SAN FRANCISCO (KGO) -- San Francisco will get a new top prosecutor after voters cast their ballots in November.
Former District Attorney George Gascon declined to run for reelection before resigning from his post in October. Mayor London Breed then possibly handed an advantage to one of the candidates, Suzy Loftus, by appointing her interim district attorney right before the Registrar of Voters began mailing absentee ballots. Unlike California's other counties, San Francisco operates under a combined city and county government model. That gives the mayor power to act as a county executive and thus appoint people to vacant, county-wide offices like District Attorney and Sheriff.
As offices go, most voters have very little interaction with the District Attorney's Office, but their decision on Nov. 5 will likely shape how San Francisco handles crime from 2020 onward.
The candidates for district attorney face many questions, notably how will they handle a wave of property and nuisance crimes like car burglaries that have affected San Francisco residents, commuters and tourists. For many, broken automobile window glass covering sidewalks has become an unintended and unflattering symbol of the city.
Loftus boasts of working within San Francisco's law enforcement community for more than a decade. She has served as civilian police commissioner, overseeing policy, budget matters, and sometimes discipline for the San Francisco Police Department. Currently, Loftus holds the position as legal counsel for San Francisco's elected Sheriff Vicki Hennessy.
Endorsements for Loftus include the mayor, who declared her bold support by appointing her interim district attorney in October.
Loftus hopes to attract progressive voters by touting her commitment to ending cash bail for criminal suspects, ending the war on drugs and replacing it with a war on inequality and a lack of opportunity and revaluating past sentences to identify people who could be considered as low risks to public safety if released.
Leif Dautch believes his experience as a prosecutor both at the local and statewide levels will appeal to voters. Dautch worked as a deputy district attorney under then District Attorney Kamala Harris before she was elected as California's attorney general before joining the AG's office himself. His resume includes prosecuting more than 400 cases during the past decade and arguing some of them before California's Supreme Court.
As for endorsements, Dautch has won the nod from state treasurer, former assemblywoman and San Francisco Supervisor Fiona Ma. The unions representing both San Francisco's firefighters and deputy sheriffs are supporting Dautch.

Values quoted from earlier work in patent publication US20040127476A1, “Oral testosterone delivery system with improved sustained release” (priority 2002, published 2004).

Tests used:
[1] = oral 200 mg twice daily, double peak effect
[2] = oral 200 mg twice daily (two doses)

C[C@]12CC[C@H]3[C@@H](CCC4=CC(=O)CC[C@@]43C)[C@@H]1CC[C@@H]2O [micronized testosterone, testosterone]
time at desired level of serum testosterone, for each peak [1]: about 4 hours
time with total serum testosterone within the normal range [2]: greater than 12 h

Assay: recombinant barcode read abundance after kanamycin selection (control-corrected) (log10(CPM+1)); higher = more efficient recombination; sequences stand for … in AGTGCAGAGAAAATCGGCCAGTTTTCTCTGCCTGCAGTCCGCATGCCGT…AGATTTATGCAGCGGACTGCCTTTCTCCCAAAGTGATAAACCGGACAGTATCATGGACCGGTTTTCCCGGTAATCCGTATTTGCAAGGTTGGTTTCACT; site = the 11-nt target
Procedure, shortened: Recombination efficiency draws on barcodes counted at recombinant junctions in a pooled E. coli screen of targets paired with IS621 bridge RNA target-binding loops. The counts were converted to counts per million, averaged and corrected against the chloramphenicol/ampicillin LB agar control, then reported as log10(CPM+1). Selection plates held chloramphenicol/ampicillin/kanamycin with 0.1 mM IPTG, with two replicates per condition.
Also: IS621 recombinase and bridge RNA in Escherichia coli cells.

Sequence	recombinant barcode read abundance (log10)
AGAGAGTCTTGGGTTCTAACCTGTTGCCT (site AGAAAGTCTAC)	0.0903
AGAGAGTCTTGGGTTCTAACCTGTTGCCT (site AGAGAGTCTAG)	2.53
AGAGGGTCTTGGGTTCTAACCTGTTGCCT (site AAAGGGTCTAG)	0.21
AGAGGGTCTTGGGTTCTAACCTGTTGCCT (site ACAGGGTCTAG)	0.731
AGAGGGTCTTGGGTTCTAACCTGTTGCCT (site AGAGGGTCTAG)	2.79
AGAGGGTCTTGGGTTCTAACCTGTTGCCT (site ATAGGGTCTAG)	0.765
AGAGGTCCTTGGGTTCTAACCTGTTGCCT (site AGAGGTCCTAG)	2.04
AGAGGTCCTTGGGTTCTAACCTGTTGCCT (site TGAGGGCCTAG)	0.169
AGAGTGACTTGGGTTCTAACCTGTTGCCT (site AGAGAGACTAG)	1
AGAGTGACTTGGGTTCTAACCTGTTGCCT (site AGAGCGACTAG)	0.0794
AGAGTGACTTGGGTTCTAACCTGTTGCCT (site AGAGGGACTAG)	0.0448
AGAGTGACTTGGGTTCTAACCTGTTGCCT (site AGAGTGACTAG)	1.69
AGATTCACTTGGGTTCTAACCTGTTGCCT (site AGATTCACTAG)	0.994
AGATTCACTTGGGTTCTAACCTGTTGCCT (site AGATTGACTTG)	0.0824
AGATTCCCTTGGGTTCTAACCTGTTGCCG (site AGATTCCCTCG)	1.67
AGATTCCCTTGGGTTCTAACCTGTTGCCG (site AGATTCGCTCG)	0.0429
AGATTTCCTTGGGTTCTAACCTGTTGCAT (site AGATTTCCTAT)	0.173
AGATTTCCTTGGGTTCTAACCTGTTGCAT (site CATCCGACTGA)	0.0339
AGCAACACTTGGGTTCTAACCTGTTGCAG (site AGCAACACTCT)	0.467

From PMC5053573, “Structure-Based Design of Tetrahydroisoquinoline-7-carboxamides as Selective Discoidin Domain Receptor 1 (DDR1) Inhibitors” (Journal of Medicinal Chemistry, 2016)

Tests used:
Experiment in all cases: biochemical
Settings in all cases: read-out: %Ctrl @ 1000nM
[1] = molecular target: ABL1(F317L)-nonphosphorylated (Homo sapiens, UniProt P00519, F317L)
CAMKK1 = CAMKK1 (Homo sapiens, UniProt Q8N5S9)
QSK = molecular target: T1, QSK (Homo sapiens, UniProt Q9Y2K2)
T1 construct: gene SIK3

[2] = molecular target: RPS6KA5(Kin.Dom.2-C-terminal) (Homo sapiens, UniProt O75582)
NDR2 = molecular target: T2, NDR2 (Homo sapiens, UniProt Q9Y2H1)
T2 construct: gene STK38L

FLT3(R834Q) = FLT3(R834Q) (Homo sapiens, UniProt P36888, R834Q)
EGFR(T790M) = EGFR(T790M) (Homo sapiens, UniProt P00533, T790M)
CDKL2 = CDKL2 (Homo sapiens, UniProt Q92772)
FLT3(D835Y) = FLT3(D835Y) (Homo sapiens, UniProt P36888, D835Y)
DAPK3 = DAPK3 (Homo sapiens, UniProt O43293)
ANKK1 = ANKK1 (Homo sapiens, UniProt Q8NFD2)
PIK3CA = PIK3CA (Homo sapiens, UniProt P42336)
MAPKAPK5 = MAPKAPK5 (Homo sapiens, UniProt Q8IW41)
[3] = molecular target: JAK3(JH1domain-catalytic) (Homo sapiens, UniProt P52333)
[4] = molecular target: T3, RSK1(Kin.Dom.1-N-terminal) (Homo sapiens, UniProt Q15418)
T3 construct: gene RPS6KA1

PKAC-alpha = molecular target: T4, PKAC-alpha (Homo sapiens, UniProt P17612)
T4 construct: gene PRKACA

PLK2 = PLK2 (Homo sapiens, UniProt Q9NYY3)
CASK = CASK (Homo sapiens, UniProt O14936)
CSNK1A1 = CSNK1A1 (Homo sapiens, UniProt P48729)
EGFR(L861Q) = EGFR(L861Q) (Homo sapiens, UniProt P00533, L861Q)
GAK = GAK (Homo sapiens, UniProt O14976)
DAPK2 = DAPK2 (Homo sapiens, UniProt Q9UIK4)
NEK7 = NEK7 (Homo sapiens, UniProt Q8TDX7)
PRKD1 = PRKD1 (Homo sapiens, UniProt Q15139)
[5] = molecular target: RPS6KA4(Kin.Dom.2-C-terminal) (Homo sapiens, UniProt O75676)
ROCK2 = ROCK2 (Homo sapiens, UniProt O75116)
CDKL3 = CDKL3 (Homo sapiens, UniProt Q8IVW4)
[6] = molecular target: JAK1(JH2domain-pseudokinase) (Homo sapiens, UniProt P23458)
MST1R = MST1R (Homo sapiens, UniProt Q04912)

As for one of the hot-button issues, Dautch proposes dedicating a task force of four prosecutors and one investigator to focus on car break-ins. He believes that coupled with other efforts will reduce auto burglaries by 50 percent over four years.
A career defense attorney, Deputy Public Defender Chesa Boudin is running on a restorative justice platform to become San Francisco's next district attorney. He has defended indigent clients in more than 300 cases, including felonies like attempted murder, shootings, stabbings, kidnappings and auto theft.
Boudin touts his experience having two incarcerated parents for stoking his desire to change the course of crime and punishment. His mother Kathy Boudin and father David Gilbert became involved with the Weather Underground in the 1970s. In 1981, the pair played a key role in the murder of Brinks armed car guard during an armed robbery in a New York City suburb. Two other Weather Underground members, Bill Ayers and Bernardine Dohrn, then adopted Boudin and raised him as their son.
Several labor unions have endorsed Boudin. Those groups include the United Educators of San Francisco (SFUSD Teachers), San Francisco Community College Teachers, UNITE HERE Local 2 (hotel and restaurant workers), International Longshore and Warehouse Union Northern California District Council, and Service Employees International Union (SEIU) 1021.
Nancy Tung lives in San Francisco and currently works as Deputy District Attorney across the Bay in Alameda County. Tung has also served in the San Francisco DA's office, a deputy attorney general of California and as an assistant United States attorney. A registered Democrat, Tung belongs to a group called Moms Demand Action, which fights for tougher gun laws across America.
Tung's road map, if elected, includes targeting criminals who prey upon San Francisco's most vulnerable residents. That includes creating campaigns to inform seniors, immigrants, and others about "affinity-targeted" scams including people who place bogus apartment rental ads and pretend to be IRS Agents. Tung also supports legislation making it easier to prosecute auto burglary suspects.
Tung has gathered endorsements from her current boss, Alameda County District Attorney Nancy O'Malley, and from outspoken, crime-victims' advocate Marc Klaas, who lead the charge for California's Three Strikes Law following the kidnapping, sexual assault and murder of his daughter Polly in 1993. One of San Francisco's longtime right-of-center voices -- retired judge, state senator and Supervisor Quentin Kopp -- has also endorsed Tung.
Like the mayor, San Francisco's district attorney will take office in Jan. 2020. The office goes before voters again in 2023, unless there is a vacancy in the office.
San Francisco's district attorney oversees the prosecution of crimes committed within the boundaries of the city county and partners with multiple law enforcement agencies including the San Francisco Police Department, California Highway Patrol, University of California Police, San Mateo County Sheriff's Office (for crime occurring on the Caltrain system within San Francisco), BART police, and the San Francisco Sheriff's Department. The office also reviews cases when police use deadly force.
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